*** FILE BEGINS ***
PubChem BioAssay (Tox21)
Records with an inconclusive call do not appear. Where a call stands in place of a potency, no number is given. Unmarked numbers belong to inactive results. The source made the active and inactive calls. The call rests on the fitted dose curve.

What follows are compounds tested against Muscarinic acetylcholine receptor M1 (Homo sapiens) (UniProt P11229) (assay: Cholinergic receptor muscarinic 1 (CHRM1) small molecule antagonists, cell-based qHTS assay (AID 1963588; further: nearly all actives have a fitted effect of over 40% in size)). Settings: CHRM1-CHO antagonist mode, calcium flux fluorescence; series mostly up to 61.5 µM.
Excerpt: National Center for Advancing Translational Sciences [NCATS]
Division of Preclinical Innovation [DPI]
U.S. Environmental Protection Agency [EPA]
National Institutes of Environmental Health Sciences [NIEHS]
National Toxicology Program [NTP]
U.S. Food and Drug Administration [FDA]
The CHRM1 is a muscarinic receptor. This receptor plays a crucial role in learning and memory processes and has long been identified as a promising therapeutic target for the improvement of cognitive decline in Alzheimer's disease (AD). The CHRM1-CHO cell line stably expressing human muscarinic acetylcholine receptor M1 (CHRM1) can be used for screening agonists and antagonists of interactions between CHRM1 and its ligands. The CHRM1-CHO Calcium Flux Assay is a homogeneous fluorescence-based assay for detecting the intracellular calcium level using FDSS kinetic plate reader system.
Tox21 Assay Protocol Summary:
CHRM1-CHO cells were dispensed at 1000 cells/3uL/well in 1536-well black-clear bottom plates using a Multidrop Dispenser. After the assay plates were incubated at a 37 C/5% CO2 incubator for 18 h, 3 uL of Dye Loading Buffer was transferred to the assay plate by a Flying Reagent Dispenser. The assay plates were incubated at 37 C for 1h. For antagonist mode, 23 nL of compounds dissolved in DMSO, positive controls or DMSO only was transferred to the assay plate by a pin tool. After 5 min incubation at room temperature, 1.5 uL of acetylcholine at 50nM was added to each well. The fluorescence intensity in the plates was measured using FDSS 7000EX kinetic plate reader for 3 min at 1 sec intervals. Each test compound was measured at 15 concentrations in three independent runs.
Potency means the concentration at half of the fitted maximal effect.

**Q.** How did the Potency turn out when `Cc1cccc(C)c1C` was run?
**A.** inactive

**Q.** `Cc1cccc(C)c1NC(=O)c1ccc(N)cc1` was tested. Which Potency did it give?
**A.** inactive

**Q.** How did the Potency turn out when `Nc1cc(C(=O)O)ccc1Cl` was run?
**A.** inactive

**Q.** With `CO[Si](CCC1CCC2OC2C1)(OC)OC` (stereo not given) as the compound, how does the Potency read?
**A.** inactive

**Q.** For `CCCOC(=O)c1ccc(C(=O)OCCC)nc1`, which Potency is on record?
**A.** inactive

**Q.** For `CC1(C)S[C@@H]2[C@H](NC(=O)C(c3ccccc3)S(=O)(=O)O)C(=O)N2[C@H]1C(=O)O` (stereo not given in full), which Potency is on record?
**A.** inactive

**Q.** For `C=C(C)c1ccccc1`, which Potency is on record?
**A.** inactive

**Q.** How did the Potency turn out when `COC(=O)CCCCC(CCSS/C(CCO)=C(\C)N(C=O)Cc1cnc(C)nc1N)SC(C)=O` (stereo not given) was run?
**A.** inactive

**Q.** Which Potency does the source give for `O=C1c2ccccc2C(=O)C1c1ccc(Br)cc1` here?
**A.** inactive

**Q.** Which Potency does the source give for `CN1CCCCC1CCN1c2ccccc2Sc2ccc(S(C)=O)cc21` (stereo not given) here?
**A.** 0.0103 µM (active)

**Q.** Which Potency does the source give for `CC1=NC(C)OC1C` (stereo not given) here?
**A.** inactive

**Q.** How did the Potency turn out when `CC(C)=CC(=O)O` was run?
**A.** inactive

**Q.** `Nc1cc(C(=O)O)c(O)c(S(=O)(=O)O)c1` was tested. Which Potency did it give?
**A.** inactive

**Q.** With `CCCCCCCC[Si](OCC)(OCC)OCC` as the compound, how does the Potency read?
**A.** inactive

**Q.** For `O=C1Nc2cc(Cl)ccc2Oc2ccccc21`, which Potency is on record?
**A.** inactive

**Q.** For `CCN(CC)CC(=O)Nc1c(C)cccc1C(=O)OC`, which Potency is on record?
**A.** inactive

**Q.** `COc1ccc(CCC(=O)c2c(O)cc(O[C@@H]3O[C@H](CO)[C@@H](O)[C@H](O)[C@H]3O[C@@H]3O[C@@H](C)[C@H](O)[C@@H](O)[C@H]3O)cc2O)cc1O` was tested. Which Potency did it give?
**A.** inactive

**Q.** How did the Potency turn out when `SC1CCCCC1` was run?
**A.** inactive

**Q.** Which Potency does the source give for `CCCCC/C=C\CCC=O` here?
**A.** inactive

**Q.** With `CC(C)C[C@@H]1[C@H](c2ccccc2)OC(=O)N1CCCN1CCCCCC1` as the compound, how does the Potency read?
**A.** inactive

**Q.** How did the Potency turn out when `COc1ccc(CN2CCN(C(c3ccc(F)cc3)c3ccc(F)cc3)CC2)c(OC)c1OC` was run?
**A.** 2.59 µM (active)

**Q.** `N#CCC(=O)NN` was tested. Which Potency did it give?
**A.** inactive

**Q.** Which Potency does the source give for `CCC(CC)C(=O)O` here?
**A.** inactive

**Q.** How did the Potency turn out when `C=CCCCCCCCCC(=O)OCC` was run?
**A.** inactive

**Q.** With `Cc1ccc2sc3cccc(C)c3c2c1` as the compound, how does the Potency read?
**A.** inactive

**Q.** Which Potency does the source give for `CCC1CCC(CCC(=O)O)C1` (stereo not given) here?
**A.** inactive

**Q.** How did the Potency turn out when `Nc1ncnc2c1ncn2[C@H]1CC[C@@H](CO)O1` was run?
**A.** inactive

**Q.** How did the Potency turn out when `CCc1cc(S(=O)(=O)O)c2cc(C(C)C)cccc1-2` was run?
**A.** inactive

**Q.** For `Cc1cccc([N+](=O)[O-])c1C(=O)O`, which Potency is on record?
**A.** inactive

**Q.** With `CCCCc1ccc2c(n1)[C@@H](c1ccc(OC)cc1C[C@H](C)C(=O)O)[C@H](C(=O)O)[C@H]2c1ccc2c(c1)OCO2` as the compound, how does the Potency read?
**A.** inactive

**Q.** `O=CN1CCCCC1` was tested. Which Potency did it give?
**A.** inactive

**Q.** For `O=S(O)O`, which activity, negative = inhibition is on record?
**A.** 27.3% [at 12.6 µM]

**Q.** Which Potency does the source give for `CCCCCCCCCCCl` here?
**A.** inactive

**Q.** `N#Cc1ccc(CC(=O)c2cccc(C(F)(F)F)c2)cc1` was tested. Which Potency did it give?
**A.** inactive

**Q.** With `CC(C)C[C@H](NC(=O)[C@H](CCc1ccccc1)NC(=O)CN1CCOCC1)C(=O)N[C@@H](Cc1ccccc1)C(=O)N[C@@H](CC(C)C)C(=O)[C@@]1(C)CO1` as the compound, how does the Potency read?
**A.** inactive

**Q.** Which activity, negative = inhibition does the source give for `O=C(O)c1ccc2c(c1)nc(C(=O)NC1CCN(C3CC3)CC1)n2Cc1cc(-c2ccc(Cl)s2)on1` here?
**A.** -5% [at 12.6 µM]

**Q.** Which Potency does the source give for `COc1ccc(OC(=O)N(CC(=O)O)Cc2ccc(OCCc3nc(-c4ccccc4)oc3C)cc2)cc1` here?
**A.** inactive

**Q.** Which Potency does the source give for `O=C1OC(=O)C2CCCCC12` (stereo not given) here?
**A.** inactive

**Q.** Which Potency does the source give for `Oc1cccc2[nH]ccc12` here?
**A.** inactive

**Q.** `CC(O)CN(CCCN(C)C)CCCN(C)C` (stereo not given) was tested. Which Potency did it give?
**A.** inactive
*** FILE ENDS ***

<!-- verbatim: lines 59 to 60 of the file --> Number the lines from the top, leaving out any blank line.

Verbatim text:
**A.** inactive

**Q.** How did the Potency turn out when `C=CCCCCCCCCC(=O)OCC` was run?